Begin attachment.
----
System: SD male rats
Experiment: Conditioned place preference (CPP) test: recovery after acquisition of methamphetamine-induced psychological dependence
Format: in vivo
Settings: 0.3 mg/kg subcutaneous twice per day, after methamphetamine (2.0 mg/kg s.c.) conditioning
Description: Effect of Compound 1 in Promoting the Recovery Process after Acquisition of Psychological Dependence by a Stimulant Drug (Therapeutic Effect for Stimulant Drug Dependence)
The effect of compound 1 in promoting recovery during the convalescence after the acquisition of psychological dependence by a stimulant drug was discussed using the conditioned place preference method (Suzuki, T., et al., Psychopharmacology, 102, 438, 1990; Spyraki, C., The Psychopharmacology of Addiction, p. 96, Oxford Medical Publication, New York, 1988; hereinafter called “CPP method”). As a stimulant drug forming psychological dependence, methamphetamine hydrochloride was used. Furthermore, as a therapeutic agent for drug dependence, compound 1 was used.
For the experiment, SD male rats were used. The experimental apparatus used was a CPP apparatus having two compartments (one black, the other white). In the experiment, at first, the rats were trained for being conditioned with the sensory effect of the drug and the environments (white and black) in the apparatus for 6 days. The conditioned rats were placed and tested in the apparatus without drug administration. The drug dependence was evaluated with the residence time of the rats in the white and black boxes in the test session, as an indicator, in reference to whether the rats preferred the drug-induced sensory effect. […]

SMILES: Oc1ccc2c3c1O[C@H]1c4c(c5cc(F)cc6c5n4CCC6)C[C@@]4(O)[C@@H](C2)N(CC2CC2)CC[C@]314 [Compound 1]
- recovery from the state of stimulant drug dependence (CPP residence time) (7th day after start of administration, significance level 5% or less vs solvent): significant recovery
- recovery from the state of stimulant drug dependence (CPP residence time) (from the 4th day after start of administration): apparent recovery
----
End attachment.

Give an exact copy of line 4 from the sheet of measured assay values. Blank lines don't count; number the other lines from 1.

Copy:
Settings: 0.3 mg/kg subcutaneous twice per day, after methamphetamine (2.0 mg/kg s.c.) conditioning